May 30, 2012

Max’s Musings

By Max Molleston

You may know by now that I put in about 30 years of radio and television broadcasting, reporting farm market prices and situations in agriculture and agribusiness. I continue to listen to radio programs on the farm scene. A very early warmth this year brought, among other topics, the chance of a good early hay crop. This opportunity comes with livestock hay prices sky high because of the drought in the southwest. The other day, I was reading more poetry (if you compose poetry, you have to read more of it) and came on a poem that not only held my attention, but took me back in time. The wording actually seemed to match me, in some ways. It is a poem by Gary Snyder, a key American poet for decades and a writer of poems of what I think is the rugged side of outdoors.


He had driven half the night
from far down San Joaquin
through Mariposa, up the
dangerous mountain roads,
and pulled in at 8 a.m.
with his big truckload of hay behind the barn.
With winch and ropes and hooks
we stacked the bales up clean
to splintery redwood rafters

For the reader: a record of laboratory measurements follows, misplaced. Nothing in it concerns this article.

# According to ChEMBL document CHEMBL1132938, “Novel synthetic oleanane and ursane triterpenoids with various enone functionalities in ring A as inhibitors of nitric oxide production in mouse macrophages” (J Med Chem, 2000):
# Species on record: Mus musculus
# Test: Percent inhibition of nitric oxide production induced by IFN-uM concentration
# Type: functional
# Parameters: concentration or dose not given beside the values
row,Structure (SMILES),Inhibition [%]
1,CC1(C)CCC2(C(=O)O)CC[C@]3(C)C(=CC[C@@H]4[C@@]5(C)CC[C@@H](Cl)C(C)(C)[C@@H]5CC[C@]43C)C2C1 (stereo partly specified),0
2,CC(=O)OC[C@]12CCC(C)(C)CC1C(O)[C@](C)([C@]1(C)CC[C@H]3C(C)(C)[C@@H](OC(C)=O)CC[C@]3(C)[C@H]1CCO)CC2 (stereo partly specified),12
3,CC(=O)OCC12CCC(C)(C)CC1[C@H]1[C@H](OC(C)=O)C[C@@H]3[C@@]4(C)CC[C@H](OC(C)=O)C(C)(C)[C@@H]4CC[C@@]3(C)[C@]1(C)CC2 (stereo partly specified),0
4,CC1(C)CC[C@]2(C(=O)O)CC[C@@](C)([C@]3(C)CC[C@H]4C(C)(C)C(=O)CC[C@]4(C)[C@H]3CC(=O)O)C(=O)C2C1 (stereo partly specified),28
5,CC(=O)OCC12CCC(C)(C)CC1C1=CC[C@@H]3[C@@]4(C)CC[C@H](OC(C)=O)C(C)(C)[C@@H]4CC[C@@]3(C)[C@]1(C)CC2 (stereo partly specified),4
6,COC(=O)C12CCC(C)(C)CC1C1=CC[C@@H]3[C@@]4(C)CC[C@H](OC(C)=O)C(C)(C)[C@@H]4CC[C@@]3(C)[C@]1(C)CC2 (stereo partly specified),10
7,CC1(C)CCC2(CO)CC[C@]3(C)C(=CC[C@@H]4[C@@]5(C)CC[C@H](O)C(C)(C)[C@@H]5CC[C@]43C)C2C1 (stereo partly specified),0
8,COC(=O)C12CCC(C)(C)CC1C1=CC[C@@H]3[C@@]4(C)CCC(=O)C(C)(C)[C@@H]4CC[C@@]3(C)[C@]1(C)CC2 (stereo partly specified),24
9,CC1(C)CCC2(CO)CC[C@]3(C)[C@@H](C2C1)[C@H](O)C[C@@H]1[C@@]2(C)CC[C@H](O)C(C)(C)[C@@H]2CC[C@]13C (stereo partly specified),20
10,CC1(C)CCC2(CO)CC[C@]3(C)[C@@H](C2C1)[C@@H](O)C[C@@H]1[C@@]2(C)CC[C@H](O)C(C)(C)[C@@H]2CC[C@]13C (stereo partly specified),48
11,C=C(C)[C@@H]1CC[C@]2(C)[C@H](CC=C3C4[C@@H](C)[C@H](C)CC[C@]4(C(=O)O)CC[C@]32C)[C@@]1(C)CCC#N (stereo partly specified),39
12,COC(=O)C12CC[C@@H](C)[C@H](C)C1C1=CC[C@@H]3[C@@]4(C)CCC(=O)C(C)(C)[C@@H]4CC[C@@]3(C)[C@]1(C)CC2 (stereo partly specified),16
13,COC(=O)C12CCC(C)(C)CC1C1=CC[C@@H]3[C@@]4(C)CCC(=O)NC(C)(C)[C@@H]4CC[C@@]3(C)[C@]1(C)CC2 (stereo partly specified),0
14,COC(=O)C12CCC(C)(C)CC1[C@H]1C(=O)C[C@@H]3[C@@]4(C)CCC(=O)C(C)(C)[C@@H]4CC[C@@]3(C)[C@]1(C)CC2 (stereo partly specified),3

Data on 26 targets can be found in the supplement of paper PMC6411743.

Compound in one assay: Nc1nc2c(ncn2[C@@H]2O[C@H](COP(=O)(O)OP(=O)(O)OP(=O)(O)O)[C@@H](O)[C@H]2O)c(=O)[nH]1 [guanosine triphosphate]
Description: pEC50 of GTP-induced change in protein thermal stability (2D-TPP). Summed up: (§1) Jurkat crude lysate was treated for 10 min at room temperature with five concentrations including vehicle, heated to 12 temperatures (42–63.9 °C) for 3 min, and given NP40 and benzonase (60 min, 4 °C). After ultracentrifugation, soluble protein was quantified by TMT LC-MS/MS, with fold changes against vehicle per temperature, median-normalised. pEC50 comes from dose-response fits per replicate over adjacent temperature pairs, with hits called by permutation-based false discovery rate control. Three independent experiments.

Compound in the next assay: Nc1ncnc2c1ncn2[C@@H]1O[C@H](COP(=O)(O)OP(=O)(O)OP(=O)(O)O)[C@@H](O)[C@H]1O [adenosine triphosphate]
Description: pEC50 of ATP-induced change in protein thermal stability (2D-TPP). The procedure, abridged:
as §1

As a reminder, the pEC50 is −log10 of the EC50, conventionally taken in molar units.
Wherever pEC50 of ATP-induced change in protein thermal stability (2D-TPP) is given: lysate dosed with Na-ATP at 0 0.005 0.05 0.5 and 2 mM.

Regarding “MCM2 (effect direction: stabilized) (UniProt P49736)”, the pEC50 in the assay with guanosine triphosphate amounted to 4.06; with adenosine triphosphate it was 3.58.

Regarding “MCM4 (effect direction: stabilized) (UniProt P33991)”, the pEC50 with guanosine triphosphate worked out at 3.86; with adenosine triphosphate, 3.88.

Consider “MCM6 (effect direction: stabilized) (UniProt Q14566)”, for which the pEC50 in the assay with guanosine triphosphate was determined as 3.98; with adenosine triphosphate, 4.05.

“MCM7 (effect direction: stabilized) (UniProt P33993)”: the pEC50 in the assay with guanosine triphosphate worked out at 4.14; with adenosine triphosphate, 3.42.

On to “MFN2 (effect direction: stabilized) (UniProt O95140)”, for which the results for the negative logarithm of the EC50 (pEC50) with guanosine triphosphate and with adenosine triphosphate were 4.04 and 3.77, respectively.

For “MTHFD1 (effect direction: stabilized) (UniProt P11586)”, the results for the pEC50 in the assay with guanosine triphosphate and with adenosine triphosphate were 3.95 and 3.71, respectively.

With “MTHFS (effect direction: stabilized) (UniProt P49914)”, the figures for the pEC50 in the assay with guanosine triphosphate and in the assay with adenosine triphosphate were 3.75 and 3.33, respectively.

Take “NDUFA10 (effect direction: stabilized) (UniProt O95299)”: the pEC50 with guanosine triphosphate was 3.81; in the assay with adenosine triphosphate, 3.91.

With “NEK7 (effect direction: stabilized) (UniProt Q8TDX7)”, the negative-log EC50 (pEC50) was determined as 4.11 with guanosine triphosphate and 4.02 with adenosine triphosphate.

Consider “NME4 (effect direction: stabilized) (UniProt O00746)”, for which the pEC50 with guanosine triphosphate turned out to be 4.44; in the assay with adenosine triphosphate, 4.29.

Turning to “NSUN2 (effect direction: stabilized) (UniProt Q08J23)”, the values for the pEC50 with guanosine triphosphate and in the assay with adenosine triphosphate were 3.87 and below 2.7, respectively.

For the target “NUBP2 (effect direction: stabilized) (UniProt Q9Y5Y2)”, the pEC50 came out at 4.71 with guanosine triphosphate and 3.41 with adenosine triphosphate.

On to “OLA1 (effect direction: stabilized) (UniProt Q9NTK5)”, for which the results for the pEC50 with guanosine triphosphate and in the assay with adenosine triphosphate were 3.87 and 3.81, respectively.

high in the dark flecks of alfalfa
whirling through shingle-cracks of light,
Itch of hay dust in the sweaty shirt and shoes.
At lunchtime under the Black oak
out in the hot corral,
– the old mare nosing lunch pails,
grasshoppers crackling in the weeds –
“I’m sixty-eight,” he said,
“I first bucked hay when I was seventeen.
I thought, that day I started,
I sure would hate to do this all my life.
And dammit, that’s just what I’ve gone and done”

Pat Connelly, Professor in the English Department at St. Ambrose University in Davenport, delivered a special faculty lecture years ago on Gary Snyder, and I have followed his work since. Professor Connelly was a judge at one of my last efforts hosting the Mississippi Valley Poetry Contest. Those of us who labored gathering in the hay and raising it into the barn loft can recall plenty connected with the hard and hot work, making and storing winter provisions for the farm livestock. I’ll let you run across your hayfield memories for a while. I was just 18 when I began as a broadcaster in college and was 68 when I retired. College and Army service mixed in those years for me, but the speaker must have done other things for a living or an avocation in all that time, as well. For those of us 50+ and maybe retired, looking back over a career of work makes 35 to 40 years and more disappear in a wink. Like Santa Claus, I will disappear with a wink and a nod, to return to you in this column next month .